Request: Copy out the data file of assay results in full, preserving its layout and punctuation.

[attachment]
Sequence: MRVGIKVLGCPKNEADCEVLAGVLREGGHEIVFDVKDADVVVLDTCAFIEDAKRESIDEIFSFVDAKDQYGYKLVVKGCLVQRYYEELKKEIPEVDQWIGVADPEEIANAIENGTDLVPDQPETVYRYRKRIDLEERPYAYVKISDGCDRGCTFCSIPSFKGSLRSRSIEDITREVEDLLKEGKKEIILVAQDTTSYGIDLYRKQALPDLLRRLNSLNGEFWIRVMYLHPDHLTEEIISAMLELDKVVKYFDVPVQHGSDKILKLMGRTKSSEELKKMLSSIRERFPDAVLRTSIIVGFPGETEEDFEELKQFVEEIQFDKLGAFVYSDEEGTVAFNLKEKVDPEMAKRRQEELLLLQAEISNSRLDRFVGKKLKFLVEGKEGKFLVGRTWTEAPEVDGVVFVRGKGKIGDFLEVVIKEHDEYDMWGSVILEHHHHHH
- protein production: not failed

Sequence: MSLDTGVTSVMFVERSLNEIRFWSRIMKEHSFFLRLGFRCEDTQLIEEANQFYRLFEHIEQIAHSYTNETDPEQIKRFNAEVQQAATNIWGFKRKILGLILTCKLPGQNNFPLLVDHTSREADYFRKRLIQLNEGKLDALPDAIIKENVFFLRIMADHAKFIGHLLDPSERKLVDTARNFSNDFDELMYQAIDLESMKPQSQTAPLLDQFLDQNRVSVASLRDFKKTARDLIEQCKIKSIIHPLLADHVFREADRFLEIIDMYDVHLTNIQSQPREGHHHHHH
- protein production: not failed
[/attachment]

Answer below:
Sequence: MRVGIKVLGCPKNEADCEVLAGVLREGGHEIVFDVKDADVVVLDTCAFIEDAKRESIDEIFSFVDAKDQYGYKLVVKGCLVQRYYEELKKEIPEVDQWIGVADPEEIANAIENGTDLVPDQPETVYRYRKRIDLEERPYAYVKISDGCDRGCTFCSIPSFKGSLRSRSIEDITREVEDLLKEGKKEIILVAQDTTSYGIDLYRKQALPDLLRRLNSLNGEFWIRVMYLHPDHLTEEIISAMLELDKVVKYFDVPVQHGSDKILKLMGRTKSSEELKKMLSSIRERFPDAVLRTSIIVGFPGETEEDFEELKQFVEEIQFDKLGAFVYSDEEGTVAFNLKEKVDPEMAKRRQEELLLLQAEISNSRLDRFVGKKLKFLVEGKEGKFLVGRTWTEAPEVDGVVFVRGKGKIGDFLEVVIKEHDEYDMWGSVILEHHHHHH
- protein production: not failed

Sequence: MSLDTGVTSVMFVERSLNEIRFWSRIMKEHSFFLRLGFRCEDTQLIEEANQFYRLFEHIEQIAHSYTNETDPEQIKRFNAEVQQAATNIWGFKRKILGLILTCKLPGQNNFPLLVDHTSREADYFRKRLIQLNEGKLDALPDAIIKENVFFLRIMADHAKFIGHLLDPSERKLVDTARNFSNDFDELMYQAIDLESMKPQSQTAPLLDQFLDQNRVSVASLRDFKKTARDLIEQCKIKSIIHPLLADHVFREADRFLEIIDMYDVHLTNIQSQPREGHHHHHH
- protein production: not failed